Panetta admits Iran not developing nukes
U.S. Defense Secretary Leon Panetta let slip on Sunday the big open secret that Washington war hawks don’t want widely known: Iran is not developing nuclear weapons.
Appearing on CBS’s Face the Nation on Sunday, Panetta admitted that despite all the rhetoric, Iran is not pursuing the ability to split atoms with weapons, saying it is instead pursuing “a nuclear capability.”
That “capability” falls in line with what Iran has said for years: that it is developing nuclear energy facilities, not nuclear weapons.
“I think the pressure of the sanctions, the diplomatic pressures from everywhere, Europe, the United States, elsewhere, it’s working to put pressure on them,” Panetta explained on Sunday. “To make them understand that they cannot continue to do what they’re doing. Are they trying to develop a nuclear weapon? No. But we know that they’re trying to develop a nuclear capability, and that’s what concerns us. And our red line to Iran is, do not develop a nuclear weapon. That’s a red line for us.”
Republicans have been beating the drums of war in recent weeks as tensions in the Iranian gulf have soared. Iran has threatened to shut down the Strait of Hormuz, a key oil transport hub crucial to global industry, if U.S. warships return to monitor their activities.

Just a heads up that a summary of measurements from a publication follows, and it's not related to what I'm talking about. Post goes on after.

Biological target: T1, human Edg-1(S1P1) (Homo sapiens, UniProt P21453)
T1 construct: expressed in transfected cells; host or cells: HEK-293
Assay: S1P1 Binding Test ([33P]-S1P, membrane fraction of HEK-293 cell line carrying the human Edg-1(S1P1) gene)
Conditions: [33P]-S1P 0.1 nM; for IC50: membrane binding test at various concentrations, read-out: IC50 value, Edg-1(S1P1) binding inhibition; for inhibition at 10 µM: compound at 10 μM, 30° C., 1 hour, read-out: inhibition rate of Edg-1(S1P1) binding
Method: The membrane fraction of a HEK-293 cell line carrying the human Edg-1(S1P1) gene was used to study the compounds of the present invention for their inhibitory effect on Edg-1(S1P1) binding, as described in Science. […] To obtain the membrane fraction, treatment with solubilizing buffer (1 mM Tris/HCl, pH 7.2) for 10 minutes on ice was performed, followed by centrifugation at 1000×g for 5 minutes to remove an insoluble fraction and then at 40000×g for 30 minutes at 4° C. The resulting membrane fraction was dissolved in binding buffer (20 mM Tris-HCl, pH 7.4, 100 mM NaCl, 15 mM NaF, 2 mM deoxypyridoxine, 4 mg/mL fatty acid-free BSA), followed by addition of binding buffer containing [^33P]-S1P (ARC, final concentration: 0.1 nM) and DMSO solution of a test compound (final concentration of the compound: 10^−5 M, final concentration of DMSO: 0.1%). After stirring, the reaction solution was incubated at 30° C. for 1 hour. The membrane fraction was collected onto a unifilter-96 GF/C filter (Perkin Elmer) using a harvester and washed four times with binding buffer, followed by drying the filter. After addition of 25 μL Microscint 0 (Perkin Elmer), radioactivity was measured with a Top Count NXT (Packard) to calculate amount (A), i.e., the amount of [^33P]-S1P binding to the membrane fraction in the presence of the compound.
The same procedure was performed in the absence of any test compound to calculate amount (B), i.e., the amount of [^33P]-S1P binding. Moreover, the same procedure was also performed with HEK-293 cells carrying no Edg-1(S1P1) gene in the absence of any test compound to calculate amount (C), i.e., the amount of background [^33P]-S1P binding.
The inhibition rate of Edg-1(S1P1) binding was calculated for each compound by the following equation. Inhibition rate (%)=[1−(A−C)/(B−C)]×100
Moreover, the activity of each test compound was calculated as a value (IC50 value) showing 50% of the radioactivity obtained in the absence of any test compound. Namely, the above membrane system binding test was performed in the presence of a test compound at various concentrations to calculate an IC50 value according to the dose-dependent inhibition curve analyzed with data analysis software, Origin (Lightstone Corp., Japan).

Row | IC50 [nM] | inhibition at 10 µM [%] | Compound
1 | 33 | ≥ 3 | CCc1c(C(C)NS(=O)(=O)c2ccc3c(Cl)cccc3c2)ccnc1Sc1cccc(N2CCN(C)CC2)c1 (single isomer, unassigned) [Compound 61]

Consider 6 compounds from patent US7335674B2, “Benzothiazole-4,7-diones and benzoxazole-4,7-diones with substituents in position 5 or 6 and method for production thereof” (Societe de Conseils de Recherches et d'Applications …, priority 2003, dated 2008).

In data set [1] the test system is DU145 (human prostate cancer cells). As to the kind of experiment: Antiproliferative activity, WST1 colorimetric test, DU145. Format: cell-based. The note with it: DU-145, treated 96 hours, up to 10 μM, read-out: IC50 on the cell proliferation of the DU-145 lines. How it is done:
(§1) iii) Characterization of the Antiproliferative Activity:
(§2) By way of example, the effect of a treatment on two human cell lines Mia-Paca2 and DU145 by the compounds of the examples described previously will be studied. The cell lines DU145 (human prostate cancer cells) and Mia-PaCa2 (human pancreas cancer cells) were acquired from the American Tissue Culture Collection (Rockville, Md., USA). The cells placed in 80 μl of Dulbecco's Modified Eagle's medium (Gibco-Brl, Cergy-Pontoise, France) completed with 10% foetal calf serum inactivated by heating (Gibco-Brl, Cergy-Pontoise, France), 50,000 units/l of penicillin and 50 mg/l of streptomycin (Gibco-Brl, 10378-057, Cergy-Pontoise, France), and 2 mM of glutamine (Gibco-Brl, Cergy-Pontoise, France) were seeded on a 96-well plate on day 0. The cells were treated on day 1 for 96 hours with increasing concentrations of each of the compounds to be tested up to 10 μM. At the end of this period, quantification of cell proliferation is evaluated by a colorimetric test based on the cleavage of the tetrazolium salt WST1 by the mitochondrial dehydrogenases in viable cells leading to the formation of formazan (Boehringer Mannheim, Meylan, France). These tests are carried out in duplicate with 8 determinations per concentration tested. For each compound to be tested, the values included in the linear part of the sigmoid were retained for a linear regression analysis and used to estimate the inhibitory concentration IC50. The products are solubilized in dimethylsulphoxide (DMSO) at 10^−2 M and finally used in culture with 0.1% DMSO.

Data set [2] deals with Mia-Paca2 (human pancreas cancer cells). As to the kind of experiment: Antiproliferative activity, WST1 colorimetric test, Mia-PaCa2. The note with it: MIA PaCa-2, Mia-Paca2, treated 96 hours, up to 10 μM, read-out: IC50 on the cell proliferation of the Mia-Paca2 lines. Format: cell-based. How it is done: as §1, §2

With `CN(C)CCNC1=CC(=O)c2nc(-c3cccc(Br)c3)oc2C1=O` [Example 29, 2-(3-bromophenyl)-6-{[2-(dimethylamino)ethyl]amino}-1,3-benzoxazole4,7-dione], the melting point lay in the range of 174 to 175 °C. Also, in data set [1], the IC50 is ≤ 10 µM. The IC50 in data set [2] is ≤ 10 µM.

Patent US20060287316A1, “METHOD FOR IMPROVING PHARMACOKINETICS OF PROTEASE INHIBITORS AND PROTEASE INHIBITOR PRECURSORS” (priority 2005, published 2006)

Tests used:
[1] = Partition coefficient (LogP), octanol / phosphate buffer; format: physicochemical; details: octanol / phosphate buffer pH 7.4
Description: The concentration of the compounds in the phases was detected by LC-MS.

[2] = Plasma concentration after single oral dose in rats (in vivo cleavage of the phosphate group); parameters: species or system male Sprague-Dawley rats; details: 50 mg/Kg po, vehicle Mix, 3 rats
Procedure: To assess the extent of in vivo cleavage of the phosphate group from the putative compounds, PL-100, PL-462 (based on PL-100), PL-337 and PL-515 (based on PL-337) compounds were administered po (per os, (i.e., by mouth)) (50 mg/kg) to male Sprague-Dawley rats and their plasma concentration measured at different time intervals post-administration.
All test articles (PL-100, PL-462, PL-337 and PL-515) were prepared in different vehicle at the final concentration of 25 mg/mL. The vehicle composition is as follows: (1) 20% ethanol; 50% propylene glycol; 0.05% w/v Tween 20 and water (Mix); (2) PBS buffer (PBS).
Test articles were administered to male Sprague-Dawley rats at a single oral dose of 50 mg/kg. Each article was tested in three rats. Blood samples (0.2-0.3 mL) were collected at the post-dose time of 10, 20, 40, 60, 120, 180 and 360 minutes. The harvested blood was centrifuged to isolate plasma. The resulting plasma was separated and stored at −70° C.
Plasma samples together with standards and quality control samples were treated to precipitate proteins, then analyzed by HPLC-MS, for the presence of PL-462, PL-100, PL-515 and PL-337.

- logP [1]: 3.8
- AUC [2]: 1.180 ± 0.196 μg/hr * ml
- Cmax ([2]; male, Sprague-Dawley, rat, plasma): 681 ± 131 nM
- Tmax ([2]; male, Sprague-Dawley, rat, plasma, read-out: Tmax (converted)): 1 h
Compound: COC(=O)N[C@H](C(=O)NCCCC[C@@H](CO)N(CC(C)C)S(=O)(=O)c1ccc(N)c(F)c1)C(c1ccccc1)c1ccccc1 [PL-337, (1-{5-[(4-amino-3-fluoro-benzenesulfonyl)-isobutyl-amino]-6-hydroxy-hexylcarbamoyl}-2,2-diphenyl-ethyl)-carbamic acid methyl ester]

Iran said it was planning to hold military exercises in the Strait of Hormuz in the coming weeks, and prior wargames saw the Iranians test missiles that are designed to sink warships.
President Barack Obama recently agreed to fresh sanctions on Iran targeting the country’s central bank, in hopes of slowing down their nuclear program. The European Union was also considering fresh sanctions, and details were expected later in January. The U.N., as well, has sanctioned Iran repeatedly over its nuclear program.
Iran said recently that it had created the country’s first ever nuclear fuel rod made from domestic uranium enriched at their own facilities.
Nuclear fuel enrichment is much different from enrichment for weapons. Most commercial nuclear reactors use lightly enriched uranium, which is between 3-5 percent enriched. Weapons-grade uranium must be enriched to approximately 85 percent or more of a key radioactive isotope for it to be usable in an atomic bomb.
Iran added on Monday that it had also enriched uranium up to 20 percent in an underground facility, explaining that the isotopes were to be used to help cancer patients.
The International Atomic Energy Agency said late last year that Iran had carried out tests that suggested they may be taking the first steps toward building a nuclear weapon, but former agency insiders disputed the claim as being misleading.
This video is from CBS News, broadcast Sunday, Jan. 8, 2012, as clipped by ThinkProgress.